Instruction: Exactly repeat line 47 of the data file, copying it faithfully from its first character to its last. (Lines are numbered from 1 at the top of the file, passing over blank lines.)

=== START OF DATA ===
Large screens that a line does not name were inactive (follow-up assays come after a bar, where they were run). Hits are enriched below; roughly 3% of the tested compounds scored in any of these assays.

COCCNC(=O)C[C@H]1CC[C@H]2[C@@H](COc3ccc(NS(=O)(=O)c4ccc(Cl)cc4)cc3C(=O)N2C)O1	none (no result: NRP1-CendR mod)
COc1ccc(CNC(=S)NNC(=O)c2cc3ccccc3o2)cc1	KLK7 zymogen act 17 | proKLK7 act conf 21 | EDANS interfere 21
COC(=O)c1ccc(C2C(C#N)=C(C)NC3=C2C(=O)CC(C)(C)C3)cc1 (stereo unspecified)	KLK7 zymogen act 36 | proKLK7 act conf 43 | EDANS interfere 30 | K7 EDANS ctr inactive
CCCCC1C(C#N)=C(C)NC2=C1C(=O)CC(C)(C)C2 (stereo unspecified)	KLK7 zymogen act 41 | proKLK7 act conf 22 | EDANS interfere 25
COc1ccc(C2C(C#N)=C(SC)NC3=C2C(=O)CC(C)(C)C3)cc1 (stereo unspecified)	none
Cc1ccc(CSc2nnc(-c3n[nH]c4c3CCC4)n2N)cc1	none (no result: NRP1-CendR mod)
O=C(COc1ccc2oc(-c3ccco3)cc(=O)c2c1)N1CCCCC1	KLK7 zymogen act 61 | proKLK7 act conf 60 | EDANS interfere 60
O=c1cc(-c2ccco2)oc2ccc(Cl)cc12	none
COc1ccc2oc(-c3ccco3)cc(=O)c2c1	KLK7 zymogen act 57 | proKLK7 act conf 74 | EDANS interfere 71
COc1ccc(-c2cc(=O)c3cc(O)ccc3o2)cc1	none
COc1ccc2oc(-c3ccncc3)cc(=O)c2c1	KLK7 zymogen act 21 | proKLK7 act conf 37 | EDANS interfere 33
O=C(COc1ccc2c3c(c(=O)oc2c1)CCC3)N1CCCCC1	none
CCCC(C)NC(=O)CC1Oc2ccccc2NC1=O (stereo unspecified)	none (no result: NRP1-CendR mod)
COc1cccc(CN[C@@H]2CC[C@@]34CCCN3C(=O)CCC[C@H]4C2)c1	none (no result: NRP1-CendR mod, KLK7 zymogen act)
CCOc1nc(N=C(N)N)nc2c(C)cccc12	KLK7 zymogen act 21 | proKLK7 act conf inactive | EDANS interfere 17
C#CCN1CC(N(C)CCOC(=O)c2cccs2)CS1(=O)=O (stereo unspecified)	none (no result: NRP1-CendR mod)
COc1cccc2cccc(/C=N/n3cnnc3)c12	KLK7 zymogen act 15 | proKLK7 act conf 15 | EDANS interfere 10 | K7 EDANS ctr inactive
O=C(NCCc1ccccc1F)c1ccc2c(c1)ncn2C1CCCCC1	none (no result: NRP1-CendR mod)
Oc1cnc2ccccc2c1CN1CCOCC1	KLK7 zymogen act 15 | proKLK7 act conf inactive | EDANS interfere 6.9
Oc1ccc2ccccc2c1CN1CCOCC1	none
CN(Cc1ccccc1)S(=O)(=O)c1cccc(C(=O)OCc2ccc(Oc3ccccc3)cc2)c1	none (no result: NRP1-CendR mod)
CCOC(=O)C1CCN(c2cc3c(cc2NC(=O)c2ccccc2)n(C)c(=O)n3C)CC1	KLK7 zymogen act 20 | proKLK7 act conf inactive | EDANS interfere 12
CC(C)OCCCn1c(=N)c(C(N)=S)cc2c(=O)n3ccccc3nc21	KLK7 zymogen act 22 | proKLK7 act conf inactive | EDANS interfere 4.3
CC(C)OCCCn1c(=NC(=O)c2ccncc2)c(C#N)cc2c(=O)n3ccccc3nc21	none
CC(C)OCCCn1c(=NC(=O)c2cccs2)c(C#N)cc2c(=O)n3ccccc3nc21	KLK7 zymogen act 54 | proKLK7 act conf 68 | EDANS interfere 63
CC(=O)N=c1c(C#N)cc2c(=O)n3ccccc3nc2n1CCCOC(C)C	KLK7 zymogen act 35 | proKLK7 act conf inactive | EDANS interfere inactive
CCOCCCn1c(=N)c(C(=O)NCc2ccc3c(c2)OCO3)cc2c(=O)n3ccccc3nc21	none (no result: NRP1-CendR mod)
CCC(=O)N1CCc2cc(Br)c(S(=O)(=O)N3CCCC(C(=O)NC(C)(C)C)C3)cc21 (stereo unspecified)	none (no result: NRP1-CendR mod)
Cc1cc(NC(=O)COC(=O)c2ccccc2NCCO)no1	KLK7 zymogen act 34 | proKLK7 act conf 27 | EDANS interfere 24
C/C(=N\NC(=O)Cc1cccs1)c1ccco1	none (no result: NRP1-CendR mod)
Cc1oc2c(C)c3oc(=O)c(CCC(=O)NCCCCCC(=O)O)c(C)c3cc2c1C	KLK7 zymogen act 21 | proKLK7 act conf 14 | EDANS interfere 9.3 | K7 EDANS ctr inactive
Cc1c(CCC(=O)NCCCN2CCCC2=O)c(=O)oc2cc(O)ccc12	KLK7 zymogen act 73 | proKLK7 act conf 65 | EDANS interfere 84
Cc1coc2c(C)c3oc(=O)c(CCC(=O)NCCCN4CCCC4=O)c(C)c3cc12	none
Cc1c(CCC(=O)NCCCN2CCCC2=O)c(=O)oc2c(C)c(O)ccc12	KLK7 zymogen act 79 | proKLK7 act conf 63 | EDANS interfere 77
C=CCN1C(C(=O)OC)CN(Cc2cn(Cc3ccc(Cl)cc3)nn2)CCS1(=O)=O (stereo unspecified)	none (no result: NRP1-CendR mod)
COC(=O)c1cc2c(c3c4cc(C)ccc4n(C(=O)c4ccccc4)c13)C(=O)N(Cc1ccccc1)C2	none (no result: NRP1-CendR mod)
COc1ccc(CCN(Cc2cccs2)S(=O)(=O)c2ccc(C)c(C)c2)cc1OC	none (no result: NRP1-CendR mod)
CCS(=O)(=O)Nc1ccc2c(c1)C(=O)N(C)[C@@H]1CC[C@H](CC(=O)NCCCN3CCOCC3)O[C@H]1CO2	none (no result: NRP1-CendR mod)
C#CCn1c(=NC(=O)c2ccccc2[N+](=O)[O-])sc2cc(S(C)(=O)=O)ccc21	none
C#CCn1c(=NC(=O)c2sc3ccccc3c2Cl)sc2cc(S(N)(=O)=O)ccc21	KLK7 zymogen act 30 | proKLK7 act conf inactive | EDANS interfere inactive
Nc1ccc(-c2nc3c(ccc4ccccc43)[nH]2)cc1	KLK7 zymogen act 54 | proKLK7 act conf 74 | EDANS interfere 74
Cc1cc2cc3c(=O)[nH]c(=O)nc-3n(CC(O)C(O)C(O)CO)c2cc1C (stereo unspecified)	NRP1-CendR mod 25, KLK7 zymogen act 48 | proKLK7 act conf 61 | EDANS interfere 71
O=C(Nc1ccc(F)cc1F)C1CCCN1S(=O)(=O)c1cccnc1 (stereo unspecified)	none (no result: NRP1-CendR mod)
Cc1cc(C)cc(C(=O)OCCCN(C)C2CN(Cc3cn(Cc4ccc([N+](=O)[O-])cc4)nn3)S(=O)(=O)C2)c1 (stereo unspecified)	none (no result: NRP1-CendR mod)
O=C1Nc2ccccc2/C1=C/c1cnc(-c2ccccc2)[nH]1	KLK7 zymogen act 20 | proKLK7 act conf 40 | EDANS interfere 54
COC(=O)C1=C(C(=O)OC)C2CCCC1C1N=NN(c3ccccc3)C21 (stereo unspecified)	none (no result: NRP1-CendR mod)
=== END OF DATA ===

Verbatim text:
COC(=O)C1=C(C(=O)OC)C2CCCC1C1N=NN(c3ccccc3)C21 (stereo unspecified)	none (no result: NRP1-CendR mod)